The flashing, some in the room knew, meant that Superboy was being called by either the President, the Pentagon, the Governor, the FBI Director, or Chief Parker. With each flash, Clark had to wince. As Pa stood and began to fiddle with the lamp, Clark began to fidget and look around. How could he get out of this?
Though Pete Ross was only now deciphering the purpose of the flashing lamp, the fidgeting was something he knew well. It meant that Superboy was needed. Pete sometimes wondered if he would have figured out his best friend's secret if he hadn't discovered him changing to his costume two months earlier on a camping trip. He liked to think so, but suspected that he wouldn't have. His nature, Pete Ross knew, was just not sufficiently suspicious to have ever considered that his mild-mannered childhood friend could also be the most powerful being on the planet.
Lana, on the other hand, was a different story. And whatever he could do to help allay her suspicions, he would.
Suddenly, Pete began to cough violently. Though Lana and Martha and Mr. Jones all reached for him, he waved them away. "It's my allergies," Pete said between coughs and a passable phony sneeze.
"I thought you grew out of those," Lana said.
"Comes ... back sometimes. I just need ... some antihistamine tablets." He coughed again, then added, "Don't ... have any at home though."
"I can get you some," Clark offered immediately. "We have them down at the store."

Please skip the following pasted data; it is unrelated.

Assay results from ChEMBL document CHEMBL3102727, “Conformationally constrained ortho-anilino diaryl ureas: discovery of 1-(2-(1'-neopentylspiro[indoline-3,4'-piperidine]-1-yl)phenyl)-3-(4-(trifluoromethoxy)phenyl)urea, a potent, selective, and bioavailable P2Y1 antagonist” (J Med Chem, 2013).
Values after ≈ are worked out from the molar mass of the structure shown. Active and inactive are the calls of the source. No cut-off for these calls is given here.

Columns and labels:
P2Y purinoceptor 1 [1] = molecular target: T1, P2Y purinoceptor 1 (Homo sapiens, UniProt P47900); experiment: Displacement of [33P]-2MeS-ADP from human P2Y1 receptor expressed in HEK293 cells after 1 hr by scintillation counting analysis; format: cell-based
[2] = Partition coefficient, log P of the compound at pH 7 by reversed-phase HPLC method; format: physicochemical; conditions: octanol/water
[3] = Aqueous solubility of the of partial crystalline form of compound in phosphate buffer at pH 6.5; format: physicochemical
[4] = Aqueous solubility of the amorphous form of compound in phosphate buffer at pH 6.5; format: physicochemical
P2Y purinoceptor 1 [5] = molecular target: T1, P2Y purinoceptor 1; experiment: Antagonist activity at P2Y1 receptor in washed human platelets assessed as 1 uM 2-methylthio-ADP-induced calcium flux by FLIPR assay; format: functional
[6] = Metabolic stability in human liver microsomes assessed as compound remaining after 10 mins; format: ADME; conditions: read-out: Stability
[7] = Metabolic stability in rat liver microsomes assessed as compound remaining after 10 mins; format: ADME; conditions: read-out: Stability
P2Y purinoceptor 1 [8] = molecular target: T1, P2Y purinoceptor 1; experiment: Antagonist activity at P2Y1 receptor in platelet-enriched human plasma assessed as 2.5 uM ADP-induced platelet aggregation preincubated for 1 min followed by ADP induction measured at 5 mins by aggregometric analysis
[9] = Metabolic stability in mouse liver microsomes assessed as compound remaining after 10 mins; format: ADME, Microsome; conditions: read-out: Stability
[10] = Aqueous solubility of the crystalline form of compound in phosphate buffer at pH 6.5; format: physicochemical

"Would you?" Pete said. "I'll pay you back tomorrow."
"Don't worry about it," Jonathan said. "You hurry on Clark."
As Clark headed for the back door, Pete said, "Thanks, Mr. Kent. Clark, could you bring them by my house? I should probably get going anyway."
"Sure thing, Pete," Clark said as he hurried out.
"Well, I'd better get going too," Lana said. "Thanks Mr. Kent. Thanks Mrs. Kent. Dinner was wonderful."
"It sure was," Pete, whose cough seemed to have improved, added.
"Well, thank you," Martha said. "And you know you're welcome any time. Seems like we don't get to see nearly as much of you two as we used to." Jonathan raised an eyebrow at his wife, who quickly recalled why Pete and Lana weren't around so often anymore. "Uh, Clark stays so busy these days."
"Oh, us too," Pete said. "Well, thanks again." Then he turned to Mr. Jones and extended his hand. "It was sure good to see you Mr. Jones. I hope we see you again soon."
Mr. Jones shook the young man's hand, and as he did, a peculiar look crossed his face. He stared intensely at young Pete Ross for a moment, then raised an eyebrow in surprise. A moment later, he said, "You are a very good friend to Clark."
It was Pete's turn to look a bit bewildered. Then Mr. Jones added, "And Lana." Mr. Jones turned to her and took her hand and held it firmly for the briefest moment. "It's good to see young people who are so close. You two take care. I hope to see you again."
As always, Mr. Jones made them smile, and then they said good night.
|STRANGE VISITOR Copyright 2000 Samuel Hawkins.  All rights reserved. This story is neither authorized nor endorsed by DC Comics. Superboy and all related previously established characters are TM DC Comics & © DC Comics, Joanne Siegel, and Laura Siegel Larson.|